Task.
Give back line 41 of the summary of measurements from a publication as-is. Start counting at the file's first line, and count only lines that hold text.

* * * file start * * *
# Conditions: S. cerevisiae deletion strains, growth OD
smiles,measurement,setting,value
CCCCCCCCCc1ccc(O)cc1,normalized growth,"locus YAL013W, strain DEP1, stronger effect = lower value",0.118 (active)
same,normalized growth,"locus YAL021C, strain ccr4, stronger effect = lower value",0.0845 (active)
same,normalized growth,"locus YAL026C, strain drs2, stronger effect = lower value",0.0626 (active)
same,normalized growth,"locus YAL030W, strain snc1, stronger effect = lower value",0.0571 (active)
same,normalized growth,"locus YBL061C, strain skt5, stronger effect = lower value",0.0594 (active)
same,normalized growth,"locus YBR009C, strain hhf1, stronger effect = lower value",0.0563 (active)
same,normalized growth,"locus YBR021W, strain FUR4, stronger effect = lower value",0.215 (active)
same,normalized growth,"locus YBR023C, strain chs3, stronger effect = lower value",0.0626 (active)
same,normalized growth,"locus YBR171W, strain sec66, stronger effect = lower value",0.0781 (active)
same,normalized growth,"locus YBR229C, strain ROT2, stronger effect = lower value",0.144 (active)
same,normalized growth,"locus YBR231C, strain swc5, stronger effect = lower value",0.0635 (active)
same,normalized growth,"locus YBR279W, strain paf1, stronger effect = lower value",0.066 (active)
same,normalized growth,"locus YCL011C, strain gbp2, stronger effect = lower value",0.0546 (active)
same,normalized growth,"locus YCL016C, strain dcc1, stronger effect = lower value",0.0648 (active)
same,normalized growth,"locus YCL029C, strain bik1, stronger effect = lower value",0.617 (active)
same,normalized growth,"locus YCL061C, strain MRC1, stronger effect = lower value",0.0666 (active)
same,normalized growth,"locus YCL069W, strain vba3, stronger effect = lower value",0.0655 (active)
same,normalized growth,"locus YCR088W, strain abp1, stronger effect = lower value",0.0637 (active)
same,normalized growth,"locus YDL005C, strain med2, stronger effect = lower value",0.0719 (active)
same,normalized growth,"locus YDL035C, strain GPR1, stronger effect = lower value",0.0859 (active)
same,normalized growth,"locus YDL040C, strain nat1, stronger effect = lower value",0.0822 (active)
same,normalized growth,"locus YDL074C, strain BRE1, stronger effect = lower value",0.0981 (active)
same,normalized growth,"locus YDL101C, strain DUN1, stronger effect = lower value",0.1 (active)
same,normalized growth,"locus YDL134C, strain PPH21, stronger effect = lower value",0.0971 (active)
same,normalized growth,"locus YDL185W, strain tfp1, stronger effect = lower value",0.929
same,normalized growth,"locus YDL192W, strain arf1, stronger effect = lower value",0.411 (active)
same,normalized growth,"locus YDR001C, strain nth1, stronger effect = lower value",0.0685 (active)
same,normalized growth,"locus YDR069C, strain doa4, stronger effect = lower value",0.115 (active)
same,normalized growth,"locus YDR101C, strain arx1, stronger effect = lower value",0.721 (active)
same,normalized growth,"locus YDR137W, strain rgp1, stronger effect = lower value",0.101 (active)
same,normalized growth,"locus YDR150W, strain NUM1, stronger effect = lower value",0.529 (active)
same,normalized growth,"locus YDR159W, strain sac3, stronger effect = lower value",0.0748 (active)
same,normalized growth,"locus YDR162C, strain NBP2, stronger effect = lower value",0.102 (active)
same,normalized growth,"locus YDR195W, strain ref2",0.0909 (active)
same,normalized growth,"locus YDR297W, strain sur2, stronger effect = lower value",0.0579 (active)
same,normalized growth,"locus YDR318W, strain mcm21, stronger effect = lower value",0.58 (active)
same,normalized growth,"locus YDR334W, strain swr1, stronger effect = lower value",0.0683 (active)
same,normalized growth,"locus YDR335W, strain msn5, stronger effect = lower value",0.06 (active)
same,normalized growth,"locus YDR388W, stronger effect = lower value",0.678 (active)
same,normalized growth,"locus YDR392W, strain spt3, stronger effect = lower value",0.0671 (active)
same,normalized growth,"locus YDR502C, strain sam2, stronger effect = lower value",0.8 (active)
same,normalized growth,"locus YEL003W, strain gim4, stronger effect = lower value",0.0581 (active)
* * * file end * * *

same,normalized growth,"locus YDR388W, stronger effect = lower value",0.678 (active)